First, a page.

–Rabbi Yitzchak Etshalom
The idea, as Rabbi Yitzchak wrote, is to pass yourself into the animal so as to experience your own death upon the altar which is the price for sin (Romans 6:23). And so s’mikhah therefore is not just merely passing authority into a person, but rather passing yourself into them, so that when they speak it is not they who speak, but it is the person who gave them that s’mikhah! And therefore each person who in turn received the authority from Joshua and on down the chain, all had a link to Moses at Mt. Sinai. Each person had a piece of the revelation given to Moses. This is why the sages and the rabbis around the time of Jesus were allowed to come up with additional rules and rulings – because if they had the authority, it was like Moses himself was speaking. This sacrifice symbolism embedded in s’mikhah is very rich indeed and paints an interesting picture when reading about how the Apostles laid their hands on people to pass on s’mikhah.
The New Testament and S’mikhah
Without going into all that Ray Vander Laan does, I think it’s interesting to note that Jesus had s’mikhah (Matthew 7:28-29) and that he passed it on to his disciples (Matthew 28:18-20). This is where we pick up in Acts where we see the Apostles laying their hands on people and giving authority (Acts 6:6), the Holy Spirit (Acts 8:17), or even gifts of the Holy Spirit (Acts 19:6). And we even see Paul warning Timothy to be careful about who he lays his hands on.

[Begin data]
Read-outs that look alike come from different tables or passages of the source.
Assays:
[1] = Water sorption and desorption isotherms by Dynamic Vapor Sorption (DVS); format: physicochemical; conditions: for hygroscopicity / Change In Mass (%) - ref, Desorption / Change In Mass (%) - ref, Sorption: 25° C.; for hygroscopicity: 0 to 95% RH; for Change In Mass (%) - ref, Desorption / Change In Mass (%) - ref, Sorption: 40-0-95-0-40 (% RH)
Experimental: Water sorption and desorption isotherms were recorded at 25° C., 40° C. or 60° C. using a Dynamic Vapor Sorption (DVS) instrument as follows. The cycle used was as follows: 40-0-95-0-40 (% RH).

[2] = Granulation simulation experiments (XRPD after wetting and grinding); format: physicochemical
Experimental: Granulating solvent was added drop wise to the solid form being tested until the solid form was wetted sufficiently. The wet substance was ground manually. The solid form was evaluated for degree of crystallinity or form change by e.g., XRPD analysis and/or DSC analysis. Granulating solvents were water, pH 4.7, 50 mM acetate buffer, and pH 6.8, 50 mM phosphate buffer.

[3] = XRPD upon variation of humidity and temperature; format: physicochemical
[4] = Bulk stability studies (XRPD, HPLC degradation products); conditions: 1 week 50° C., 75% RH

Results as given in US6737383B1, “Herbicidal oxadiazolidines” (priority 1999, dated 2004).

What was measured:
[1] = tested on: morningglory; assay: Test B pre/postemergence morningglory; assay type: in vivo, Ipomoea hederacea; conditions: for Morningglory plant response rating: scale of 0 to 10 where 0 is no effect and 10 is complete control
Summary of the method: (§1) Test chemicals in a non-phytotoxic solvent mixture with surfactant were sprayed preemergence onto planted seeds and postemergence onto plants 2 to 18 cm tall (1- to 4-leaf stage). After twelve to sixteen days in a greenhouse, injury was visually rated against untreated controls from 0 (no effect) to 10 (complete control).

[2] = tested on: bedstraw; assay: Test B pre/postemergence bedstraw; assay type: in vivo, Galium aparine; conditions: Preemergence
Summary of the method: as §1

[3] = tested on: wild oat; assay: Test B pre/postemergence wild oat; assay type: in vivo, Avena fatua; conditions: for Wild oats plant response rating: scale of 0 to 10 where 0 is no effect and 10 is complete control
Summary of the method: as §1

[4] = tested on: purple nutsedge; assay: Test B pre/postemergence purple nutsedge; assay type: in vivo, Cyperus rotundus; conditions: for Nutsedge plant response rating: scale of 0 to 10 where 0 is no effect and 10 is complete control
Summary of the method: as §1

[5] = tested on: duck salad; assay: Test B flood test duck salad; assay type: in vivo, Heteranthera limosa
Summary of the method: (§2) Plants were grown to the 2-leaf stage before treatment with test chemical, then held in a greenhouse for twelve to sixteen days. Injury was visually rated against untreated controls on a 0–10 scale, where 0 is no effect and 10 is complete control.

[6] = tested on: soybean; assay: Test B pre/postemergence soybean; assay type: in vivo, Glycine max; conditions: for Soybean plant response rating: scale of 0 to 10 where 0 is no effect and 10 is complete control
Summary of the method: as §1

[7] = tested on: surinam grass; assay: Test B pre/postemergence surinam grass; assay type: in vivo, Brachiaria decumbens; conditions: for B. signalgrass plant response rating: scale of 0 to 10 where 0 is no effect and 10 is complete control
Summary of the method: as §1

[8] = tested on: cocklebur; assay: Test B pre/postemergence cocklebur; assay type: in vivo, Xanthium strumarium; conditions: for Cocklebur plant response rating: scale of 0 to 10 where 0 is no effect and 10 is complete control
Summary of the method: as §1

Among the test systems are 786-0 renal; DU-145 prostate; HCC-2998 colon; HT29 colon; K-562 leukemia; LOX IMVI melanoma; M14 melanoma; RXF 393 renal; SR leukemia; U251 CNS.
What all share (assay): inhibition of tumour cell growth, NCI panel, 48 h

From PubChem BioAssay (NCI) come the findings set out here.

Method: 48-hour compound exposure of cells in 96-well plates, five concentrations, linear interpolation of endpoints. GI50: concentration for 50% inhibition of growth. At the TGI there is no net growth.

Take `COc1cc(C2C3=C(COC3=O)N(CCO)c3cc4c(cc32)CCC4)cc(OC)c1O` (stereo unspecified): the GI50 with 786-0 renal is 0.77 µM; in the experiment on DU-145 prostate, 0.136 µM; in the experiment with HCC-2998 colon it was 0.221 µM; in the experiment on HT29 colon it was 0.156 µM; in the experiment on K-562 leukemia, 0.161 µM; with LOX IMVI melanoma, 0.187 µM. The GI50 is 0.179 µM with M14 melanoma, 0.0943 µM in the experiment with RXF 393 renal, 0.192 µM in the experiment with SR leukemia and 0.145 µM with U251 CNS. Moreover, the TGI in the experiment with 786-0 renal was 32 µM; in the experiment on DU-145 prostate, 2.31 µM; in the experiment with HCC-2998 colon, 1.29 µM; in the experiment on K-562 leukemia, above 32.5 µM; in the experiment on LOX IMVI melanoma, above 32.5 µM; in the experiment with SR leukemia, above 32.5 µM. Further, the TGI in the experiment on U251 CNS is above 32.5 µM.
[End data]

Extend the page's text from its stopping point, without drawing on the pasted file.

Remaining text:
Do not be hasty in the laying on of hands, and do not share in the sins of others. Keep yourself pure.
–1 Timothy 5:22
I find it highly interesting that in the same breath Paul warns Timothy not to lay his hands on just anyone and also not to share in the sins of others. Paul here makes a fascinating connection between giving of s’mikhah and the sin offerings of the temple. The laying on of hands, Paul writes, is too important to be given to anyone. Why? Because all s’mikhah came from Jesus, and it was passed down by his disciples. First the Apostles, then others, and on down the line it went – but it all linked back to the Messiah, just like the old s’mikhah had linked back to Moses. Now you, the believer of today, have a link back to the Messiah, passed down through the generations. And it’s not just a mental link. When Jesus gave s’mikhah to his Apostles, he put into them a piece of himself as you would before slaughtering an animal for sacrifice at the temple. And the Apostles did the same thing when they passed it on. Now you, the believer of today, have a piece of the Messiah’s s’mikhah in you. I think that’s incredible!
Peace to you,
Note: If you want to do more research on s’mikhah, it is difficult to find. This is partly because not everyone spells it the same (that’s the problem with a transliterated language). I’ve seen it spelled: s’mikah, s’mikhah, s’michah, semicha, semikhah, and several other variations. If you happen to find anything about it, please, share it with me. Thanks.